Coronary Microvascular Disease: Symptoms, Risk Factors, and Prevention

  • Coronary microvascular disease refers to a heart condition in which the small blood vessels within the organ become damaged and narrow, leading to potential complications.

  • Risk factors for developing this disease include being overweight, having type 2 diabetes, and leading a sedentary lifestyle.

  • To diagnose coronary microvascular disease, healthcare professionals conduct tests that generate images of the heart’s blood vessels and arteries.

  • Certain steps can be taken to prevent this condition, such as exercising regularly, consuming a heart-healthy diet, and managing chronic conditions.

About two in every five people currently have coronary microvascular disease (CMD). If you or someone you know has this condition, you’re not alone.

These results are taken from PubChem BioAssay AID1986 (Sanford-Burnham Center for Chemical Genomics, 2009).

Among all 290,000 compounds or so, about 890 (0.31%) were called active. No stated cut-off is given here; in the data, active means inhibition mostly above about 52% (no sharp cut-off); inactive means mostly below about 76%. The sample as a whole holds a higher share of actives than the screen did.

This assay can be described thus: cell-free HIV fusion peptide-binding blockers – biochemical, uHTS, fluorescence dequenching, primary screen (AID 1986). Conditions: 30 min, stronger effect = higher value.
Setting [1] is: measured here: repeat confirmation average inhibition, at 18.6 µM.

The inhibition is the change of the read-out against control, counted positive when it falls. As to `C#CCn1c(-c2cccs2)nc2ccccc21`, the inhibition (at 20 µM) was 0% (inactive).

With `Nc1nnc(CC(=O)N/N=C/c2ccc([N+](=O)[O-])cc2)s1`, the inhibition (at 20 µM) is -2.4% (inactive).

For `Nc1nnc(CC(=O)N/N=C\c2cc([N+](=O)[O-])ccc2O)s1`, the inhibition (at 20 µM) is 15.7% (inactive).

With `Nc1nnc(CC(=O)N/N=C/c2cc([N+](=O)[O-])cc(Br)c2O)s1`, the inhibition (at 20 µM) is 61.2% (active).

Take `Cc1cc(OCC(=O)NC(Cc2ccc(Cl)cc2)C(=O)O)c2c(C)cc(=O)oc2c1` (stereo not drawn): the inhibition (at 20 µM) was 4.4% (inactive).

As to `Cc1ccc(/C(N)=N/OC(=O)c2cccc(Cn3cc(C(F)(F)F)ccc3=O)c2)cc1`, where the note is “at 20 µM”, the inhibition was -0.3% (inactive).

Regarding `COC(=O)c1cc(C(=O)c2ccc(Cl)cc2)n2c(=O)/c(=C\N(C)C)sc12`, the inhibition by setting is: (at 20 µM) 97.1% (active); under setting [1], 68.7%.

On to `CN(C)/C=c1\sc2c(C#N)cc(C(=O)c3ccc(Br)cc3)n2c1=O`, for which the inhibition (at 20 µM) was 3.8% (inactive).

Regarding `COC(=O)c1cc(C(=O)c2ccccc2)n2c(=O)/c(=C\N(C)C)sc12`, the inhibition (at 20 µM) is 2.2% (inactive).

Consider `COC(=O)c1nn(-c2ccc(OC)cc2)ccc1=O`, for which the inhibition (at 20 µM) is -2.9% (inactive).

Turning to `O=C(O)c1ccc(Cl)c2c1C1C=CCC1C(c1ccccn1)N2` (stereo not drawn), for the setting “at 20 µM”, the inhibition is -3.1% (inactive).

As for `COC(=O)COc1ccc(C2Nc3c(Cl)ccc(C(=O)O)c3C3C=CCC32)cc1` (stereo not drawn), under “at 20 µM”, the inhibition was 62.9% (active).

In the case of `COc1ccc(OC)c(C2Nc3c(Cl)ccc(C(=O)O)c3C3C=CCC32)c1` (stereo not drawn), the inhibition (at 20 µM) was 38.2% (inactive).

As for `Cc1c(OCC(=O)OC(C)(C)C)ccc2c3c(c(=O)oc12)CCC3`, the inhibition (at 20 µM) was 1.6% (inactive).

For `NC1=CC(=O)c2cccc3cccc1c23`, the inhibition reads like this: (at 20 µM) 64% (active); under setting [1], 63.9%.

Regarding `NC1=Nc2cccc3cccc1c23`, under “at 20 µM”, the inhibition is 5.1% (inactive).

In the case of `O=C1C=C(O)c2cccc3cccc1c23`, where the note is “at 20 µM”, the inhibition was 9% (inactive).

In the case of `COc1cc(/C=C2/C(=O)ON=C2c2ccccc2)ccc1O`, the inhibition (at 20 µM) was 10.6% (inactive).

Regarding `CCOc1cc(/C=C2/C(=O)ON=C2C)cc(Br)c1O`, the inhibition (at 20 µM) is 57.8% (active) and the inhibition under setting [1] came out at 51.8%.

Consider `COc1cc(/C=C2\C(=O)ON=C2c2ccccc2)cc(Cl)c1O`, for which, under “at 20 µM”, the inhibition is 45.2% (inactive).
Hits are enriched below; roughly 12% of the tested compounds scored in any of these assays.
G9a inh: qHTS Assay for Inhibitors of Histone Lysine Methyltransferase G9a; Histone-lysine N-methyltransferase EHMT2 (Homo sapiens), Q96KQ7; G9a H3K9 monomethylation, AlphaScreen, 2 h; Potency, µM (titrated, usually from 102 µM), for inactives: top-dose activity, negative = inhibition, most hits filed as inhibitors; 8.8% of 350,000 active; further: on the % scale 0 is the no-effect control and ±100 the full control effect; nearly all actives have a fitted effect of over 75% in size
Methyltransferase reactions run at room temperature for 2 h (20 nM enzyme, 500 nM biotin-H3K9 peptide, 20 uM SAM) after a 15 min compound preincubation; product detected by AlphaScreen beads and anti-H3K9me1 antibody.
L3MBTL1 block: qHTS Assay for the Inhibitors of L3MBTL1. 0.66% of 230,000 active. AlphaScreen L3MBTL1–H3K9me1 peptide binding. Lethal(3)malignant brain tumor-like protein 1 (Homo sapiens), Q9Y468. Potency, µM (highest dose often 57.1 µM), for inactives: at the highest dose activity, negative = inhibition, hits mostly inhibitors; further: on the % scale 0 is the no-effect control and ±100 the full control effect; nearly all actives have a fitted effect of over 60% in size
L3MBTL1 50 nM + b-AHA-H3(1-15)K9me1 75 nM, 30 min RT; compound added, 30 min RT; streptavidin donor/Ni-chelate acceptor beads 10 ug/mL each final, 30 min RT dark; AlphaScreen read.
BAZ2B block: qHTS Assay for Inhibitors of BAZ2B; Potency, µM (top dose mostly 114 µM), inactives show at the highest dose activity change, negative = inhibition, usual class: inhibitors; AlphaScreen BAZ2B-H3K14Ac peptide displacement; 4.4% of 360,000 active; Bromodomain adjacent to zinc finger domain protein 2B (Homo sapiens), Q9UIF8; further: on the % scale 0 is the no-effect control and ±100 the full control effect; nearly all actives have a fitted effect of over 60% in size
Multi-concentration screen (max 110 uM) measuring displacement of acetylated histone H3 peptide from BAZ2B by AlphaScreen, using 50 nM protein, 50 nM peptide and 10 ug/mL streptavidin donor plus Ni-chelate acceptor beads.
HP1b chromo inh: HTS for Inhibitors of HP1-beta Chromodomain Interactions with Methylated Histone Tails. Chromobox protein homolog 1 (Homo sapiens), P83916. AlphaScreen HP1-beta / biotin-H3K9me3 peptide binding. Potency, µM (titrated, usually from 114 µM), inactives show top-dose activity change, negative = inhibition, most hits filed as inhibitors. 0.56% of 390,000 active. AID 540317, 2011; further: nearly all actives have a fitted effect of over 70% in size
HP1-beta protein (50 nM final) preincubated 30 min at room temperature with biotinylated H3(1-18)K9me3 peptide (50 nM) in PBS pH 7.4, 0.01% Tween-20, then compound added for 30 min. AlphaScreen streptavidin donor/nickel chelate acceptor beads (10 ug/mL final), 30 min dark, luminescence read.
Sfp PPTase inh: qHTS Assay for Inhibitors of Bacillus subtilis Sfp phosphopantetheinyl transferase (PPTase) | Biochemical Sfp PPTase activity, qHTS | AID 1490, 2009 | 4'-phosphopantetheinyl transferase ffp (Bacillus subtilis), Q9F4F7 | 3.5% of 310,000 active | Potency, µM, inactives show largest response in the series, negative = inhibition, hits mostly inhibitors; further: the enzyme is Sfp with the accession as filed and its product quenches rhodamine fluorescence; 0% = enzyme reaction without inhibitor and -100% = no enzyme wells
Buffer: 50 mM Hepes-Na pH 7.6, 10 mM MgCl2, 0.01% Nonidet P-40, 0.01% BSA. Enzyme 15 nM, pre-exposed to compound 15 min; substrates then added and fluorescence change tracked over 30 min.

If you are diagnosed with CMD, understanding its causes, symptoms, and available treatment options is important.

Being informed allows you to manage this condition effectively and improve your quality of life.

In this article, we will discuss what coronary microvascular disease is, its risk factors, and the symptoms associated with the condition.

Coronary Microvascular Disease Explained

Within the heart, there are large blood vessels called coronary arteries. These arteries are connected to smaller vessels responsible for delivering blood to the heart muscle.

This blood carries oxygen and nutrients to the heart so that it can function effectively.

But if you have coronary microvascular disease (CMD), these small vessels become damaged and narrowed. This is why the condition is often referred to as small vessel disease (SVD).

Damaged and narrowed vessels may go into a spasm, meaning the heart can’t get the blood, oxygen, and nutrients it needs to function efficiently.